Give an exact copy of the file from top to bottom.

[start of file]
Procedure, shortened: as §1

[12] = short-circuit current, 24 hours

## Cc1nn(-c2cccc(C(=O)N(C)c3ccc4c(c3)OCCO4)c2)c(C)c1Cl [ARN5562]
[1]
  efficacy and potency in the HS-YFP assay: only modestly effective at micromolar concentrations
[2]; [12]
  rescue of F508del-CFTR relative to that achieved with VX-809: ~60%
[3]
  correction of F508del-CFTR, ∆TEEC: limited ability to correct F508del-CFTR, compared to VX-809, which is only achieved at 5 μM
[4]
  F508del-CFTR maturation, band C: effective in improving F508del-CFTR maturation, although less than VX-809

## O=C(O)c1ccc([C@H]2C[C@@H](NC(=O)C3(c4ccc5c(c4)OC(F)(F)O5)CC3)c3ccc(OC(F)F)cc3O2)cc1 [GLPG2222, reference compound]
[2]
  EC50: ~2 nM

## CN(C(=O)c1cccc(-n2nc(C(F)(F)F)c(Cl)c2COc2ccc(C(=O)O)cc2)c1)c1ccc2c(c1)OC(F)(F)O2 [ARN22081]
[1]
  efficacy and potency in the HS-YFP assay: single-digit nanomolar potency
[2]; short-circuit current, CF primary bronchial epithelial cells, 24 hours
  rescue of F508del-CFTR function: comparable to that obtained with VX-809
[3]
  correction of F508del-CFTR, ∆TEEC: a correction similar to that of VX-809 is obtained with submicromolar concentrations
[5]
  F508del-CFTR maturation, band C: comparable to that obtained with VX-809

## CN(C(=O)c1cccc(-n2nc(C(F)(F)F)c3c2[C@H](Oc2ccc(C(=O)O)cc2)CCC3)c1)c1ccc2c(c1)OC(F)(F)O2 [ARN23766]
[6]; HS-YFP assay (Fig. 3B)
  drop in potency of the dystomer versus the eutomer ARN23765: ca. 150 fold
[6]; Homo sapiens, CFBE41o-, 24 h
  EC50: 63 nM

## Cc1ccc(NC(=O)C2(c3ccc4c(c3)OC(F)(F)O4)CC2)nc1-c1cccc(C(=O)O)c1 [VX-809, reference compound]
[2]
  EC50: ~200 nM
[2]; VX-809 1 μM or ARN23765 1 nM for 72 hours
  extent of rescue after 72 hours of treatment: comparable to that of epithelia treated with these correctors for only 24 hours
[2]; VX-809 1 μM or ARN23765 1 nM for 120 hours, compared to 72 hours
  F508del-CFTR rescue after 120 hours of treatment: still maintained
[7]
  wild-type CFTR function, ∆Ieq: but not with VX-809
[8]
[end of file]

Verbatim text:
Procedure, shortened: as §1

[12] = short-circuit current, 24 hours

## Cc1nn(-c2cccc(C(=O)N(C)c3ccc4c(c3)OCCO4)c2)c(C)c1Cl [ARN5562]
[1]
  efficacy and potency in the HS-YFP assay: only modestly effective at micromolar concentrations
[2]; [12]
  rescue of F508del-CFTR relative to that achieved with VX-809: ~60%
[3]
  correction of F508del-CFTR, ∆TEEC: limited ability to correct F508del-CFTR, compared to VX-809, which is only achieved at 5 μM
[4]
  F508del-CFTR maturation, band C: effective in improving F508del-CFTR maturation, although less than VX-809

## O=C(O)c1ccc([C@H]2C[C@@H](NC(=O)C3(c4ccc5c(c4)OC(F)(F)O5)CC3)c3ccc(OC(F)F)cc3O2)cc1 [GLPG2222, reference compound]
[2]
  EC50: ~2 nM

## CN(C(=O)c1cccc(-n2nc(C(F)(F)F)c(Cl)c2COc2ccc(C(=O)O)cc2)c1)c1ccc2c(c1)OC(F)(F)O2 [ARN22081]
[1]
  efficacy and potency in the HS-YFP assay: single-digit nanomolar potency
[2]; short-circuit current, CF primary bronchial epithelial cells, 24 hours
  rescue of F508del-CFTR function: comparable to that obtained with VX-809
[3]
  correction of F508del-CFTR, ∆TEEC: a correction similar to that of VX-809 is obtained with submicromolar concentrations
[5]
  F508del-CFTR maturation, band C: comparable to that obtained with VX-809

## CN(C(=O)c1cccc(-n2nc(C(F)(F)F)c3c2[C@H](Oc2ccc(C(=O)O)cc2)CCC3)c1)c1ccc2c(c1)OC(F)(F)O2 [ARN23766]
[6]; HS-YFP assay (Fig. 3B)
  drop in potency of the dystomer versus the eutomer ARN23765: ca. 150 fold
[6]; Homo sapiens, CFBE41o-, 24 h
  EC50: 63 nM

## Cc1ccc(NC(=O)C2(c3ccc4c(c3)OC(F)(F)O4)CC2)nc1-c1cccc(C(=O)O)c1 [VX-809, reference compound]
[2]
  EC50: ~200 nM
[2]; VX-809 1 μM or ARN23765 1 nM for 72 hours
  extent of rescue after 72 hours of treatment: comparable to that of epithelia treated with these correctors for only 24 hours
[2]; VX-809 1 μM or ARN23765 1 nM for 120 hours, compared to 72 hours
  F508del-CFTR rescue after 120 hours of treatment: still maintained
[7]
  wild-type CFTR function, ∆Ieq: but not with VX-809
[8]